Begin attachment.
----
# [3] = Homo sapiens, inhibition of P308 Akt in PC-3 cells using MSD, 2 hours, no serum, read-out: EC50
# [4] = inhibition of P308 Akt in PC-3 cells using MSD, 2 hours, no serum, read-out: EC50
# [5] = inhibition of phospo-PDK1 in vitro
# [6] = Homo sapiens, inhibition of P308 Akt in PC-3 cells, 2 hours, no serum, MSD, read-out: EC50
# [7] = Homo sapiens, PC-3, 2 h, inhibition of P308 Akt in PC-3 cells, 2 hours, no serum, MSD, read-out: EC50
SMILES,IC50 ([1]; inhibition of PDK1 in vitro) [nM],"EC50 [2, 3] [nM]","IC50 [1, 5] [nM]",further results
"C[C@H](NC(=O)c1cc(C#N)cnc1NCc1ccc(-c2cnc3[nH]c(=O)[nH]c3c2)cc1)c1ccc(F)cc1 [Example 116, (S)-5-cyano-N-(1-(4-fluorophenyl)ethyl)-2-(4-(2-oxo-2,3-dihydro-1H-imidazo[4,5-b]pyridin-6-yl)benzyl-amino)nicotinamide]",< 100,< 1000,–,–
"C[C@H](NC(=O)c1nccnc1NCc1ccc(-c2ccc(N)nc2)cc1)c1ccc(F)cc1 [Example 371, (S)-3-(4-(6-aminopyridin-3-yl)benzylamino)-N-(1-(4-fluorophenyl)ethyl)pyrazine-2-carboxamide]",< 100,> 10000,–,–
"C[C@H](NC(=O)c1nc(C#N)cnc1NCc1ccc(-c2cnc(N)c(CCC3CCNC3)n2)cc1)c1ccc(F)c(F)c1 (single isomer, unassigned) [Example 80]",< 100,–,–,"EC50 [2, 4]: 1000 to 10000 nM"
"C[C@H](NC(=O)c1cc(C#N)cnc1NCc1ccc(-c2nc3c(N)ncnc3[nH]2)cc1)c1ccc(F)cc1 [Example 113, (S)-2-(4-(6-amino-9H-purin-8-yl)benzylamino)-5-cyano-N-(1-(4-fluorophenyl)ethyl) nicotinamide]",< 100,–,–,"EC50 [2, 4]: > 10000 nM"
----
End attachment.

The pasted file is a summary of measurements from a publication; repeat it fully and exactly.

# [3] = Homo sapiens, inhibition of P308 Akt in PC-3 cells using MSD, 2 hours, no serum, read-out: EC50
# [4] = inhibition of P308 Akt in PC-3 cells using MSD, 2 hours, no serum, read-out: EC50
# [5] = inhibition of phospo-PDK1 in vitro
# [6] = Homo sapiens, inhibition of P308 Akt in PC-3 cells, 2 hours, no serum, MSD, read-out: EC50
# [7] = Homo sapiens, PC-3, 2 h, inhibition of P308 Akt in PC-3 cells, 2 hours, no serum, MSD, read-out: EC50
SMILES,IC50 ([1]; inhibition of PDK1 in vitro) [nM],"EC50 [2, 3] [nM]","IC50 [1, 5] [nM]",further results
"C[C@H](NC(=O)c1cc(C#N)cnc1NCc1ccc(-c2cnc3[nH]c(=O)[nH]c3c2)cc1)c1ccc(F)cc1 [Example 116, (S)-5-cyano-N-(1-(4-fluorophenyl)ethyl)-2-(4-(2-oxo-2,3-dihydro-1H-imidazo[4,5-b]pyridin-6-yl)benzyl-amino)nicotinamide]",< 100,< 1000,–,–
"C[C@H](NC(=O)c1nccnc1NCc1ccc(-c2ccc(N)nc2)cc1)c1ccc(F)cc1 [Example 371, (S)-3-(4-(6-aminopyridin-3-yl)benzylamino)-N-(1-(4-fluorophenyl)ethyl)pyrazine-2-carboxamide]",< 100,> 10000,–,–
"C[C@H](NC(=O)c1nc(C#N)cnc1NCc1ccc(-c2cnc(N)c(CCC3CCNC3)n2)cc1)c1ccc(F)c(F)c1 (single isomer, unassigned) [Example 80]",< 100,–,–,"EC50 [2, 4]: 1000 to 10000 nM"
"C[C@H](NC(=O)c1cc(C#N)cnc1NCc1ccc(-c2nc3c(N)ncnc3[nH]2)cc1)c1ccc(F)cc1 [Example 113, (S)-2-(4-(6-amino-9H-purin-8-yl)benzylamino)-5-cyano-N-(1-(4-fluorophenyl)ethyl) nicotinamide]",< 100,–,–,"EC50 [2, 4]: > 10000 nM"